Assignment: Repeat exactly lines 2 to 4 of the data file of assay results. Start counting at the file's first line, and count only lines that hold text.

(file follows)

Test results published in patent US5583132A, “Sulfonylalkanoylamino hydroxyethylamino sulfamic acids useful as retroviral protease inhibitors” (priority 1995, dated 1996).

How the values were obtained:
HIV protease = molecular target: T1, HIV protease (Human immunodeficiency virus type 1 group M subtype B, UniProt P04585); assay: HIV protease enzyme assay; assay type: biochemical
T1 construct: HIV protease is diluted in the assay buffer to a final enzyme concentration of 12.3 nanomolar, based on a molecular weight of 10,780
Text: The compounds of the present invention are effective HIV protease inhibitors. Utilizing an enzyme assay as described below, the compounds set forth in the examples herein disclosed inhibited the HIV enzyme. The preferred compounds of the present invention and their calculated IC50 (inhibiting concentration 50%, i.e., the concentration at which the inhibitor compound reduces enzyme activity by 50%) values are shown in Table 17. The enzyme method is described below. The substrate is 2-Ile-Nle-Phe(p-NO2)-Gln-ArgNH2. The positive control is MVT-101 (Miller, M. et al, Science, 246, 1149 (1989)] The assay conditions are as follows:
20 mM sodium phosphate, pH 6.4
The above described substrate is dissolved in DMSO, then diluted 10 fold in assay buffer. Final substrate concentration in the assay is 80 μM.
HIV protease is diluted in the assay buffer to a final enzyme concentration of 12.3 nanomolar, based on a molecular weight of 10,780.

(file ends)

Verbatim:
How the values were obtained:
HIV protease = molecular target: T1, HIV protease (Human immunodeficiency virus type 1 group M subtype B, UniProt P04585); assay: HIV protease enzyme assay; assay type: biochemical
T1 construct: HIV protease is diluted in the assay buffer to a final enzyme concentration of 12.3 nanomolar, based on a molecular weight of 10,780